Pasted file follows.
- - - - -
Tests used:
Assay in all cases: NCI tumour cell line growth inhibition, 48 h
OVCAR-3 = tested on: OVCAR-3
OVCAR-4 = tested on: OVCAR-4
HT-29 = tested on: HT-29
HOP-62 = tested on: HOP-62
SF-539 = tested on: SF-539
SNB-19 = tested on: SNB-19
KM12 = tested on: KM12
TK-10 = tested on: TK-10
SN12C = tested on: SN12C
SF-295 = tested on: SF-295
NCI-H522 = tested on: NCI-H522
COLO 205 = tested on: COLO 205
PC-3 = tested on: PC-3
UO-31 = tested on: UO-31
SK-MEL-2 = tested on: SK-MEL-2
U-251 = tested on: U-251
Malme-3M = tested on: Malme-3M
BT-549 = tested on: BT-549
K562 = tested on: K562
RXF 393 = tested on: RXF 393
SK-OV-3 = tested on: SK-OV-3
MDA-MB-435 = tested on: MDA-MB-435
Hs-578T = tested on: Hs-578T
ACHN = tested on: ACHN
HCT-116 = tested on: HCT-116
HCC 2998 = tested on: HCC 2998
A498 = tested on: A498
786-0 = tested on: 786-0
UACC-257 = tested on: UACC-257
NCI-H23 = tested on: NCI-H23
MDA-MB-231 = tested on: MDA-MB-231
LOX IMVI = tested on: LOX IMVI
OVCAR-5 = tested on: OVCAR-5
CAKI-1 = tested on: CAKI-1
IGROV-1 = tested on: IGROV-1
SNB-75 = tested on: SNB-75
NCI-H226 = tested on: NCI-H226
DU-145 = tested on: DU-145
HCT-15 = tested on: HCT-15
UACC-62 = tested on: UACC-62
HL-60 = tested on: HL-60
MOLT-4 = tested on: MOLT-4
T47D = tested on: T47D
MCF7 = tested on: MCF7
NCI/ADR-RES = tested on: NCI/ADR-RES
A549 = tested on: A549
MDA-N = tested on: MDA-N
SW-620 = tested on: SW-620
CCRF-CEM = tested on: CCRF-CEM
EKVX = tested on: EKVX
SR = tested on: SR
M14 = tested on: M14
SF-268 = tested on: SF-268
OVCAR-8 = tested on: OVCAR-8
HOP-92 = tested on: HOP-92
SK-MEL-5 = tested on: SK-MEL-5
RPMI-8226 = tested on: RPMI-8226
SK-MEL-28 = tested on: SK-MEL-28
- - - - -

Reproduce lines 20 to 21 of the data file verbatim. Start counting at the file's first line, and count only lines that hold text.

BT-549 = tested on: BT-549
K562 = tested on: K562